My first exposure to this expression, going back quite a few years, was in sports radio talk shows. It is most commonly used in the context of “making an effort” to arrange something like a timely interview. The vast majority of the instances I have heard are from that context.

  • Sally Bahner

    That is just SO awful. First time I ran into this, and I hope, the last!

  • Lester Curtis

    Words seldom fail me, but they sure failed the originator of this abomination.

  • Widdershins

    No, no, NO, NO, NONONONONONO!!!

  • Lauren I. Ruiz

    I didn’t expect the comments to be so vehement (wow–lol), but I do agree–“efforting” sounds stupid (it also sounds like something George W. Bush might say…). Then again, I think it’s because we want the language we know and love to stay more or less the same; after all, what’s wrong with a new synonym?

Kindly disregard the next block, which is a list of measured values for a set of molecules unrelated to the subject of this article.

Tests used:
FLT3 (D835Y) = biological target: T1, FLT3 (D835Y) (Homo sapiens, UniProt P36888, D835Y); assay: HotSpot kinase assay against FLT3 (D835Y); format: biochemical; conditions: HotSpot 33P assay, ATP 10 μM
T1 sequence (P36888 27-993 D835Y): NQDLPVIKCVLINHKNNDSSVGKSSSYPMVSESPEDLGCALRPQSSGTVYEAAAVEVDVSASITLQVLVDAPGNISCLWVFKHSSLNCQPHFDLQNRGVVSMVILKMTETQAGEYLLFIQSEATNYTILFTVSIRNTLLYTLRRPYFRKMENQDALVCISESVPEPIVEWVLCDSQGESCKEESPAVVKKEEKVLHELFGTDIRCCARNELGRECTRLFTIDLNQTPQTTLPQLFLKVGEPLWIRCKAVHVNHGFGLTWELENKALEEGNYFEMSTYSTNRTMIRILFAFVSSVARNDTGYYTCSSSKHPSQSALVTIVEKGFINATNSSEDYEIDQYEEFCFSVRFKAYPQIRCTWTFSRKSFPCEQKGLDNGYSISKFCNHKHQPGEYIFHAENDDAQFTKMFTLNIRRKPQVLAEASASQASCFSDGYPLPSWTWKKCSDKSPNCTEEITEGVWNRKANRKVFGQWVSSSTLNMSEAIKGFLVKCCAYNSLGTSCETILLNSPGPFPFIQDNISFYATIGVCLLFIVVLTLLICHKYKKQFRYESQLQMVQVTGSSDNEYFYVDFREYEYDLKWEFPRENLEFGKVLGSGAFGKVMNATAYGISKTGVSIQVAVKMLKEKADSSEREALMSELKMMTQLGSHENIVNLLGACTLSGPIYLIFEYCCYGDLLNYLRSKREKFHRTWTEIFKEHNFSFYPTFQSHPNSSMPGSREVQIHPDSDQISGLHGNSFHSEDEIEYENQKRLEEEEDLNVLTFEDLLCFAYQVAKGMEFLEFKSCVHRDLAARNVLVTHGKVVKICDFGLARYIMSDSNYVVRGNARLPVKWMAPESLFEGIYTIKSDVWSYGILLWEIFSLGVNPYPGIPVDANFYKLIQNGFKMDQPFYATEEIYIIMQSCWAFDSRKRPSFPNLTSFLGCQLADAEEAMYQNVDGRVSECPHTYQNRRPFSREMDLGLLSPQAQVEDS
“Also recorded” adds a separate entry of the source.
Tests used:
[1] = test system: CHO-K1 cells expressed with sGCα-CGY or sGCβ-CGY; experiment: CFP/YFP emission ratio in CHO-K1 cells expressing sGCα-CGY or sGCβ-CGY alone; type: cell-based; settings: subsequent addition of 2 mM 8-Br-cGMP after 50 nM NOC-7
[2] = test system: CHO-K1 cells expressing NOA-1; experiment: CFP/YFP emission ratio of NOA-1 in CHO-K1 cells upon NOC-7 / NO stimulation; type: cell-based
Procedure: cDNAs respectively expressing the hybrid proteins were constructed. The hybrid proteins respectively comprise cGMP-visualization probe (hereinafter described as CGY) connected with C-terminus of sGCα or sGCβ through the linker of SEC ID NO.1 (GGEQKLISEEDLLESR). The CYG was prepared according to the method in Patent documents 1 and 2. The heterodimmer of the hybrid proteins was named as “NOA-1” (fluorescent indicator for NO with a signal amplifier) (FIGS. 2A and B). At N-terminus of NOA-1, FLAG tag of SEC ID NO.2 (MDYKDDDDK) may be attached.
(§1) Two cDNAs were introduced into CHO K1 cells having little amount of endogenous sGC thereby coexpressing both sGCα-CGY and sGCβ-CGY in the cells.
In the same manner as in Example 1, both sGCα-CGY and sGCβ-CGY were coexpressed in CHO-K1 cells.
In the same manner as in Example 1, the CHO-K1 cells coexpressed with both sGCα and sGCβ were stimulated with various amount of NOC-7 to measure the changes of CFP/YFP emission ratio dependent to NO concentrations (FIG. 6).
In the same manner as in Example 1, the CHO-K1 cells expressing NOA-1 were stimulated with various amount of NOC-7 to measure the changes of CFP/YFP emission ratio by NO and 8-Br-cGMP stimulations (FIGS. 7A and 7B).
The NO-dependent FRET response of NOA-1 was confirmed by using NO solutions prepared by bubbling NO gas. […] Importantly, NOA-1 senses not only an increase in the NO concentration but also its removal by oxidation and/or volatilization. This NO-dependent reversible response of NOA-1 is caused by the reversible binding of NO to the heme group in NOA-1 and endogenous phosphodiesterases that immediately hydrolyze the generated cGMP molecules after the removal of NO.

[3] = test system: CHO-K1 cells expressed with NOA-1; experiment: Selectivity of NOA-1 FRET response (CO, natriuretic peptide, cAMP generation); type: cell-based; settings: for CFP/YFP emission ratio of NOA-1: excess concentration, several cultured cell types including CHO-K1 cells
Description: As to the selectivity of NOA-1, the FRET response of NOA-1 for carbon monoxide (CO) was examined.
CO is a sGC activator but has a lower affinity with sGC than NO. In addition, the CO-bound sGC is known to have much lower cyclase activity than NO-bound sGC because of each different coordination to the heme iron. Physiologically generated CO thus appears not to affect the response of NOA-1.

If “efforting” makes its way in, I just hope to God it’s not done as clumsily as it appears in half those examples.

  • Roberta B.

    @Lauren I. Ruiz – Excuse me, but that was just a stupid remark!

  • C.J.

    This kind of new word usage pops up all the time. About 20 years ago I hated it when people started to use impact as a verb. Now I’m so used to it, it doesn’t bother me. If “effecting” catches on, I’m sure the same will happen.

    I can’t find it now, but I used to have a list of about 100 words “invented” by Mark Twain, or perhaps he was the first to put them into writing. I’m sure some language purists hated those words.

    Think of all the nouns that we have turned into verbs and use without a thought: trumpet, nose, eye, eyeball, elbow, network, hot-foot, cowboy, gesture, crowd….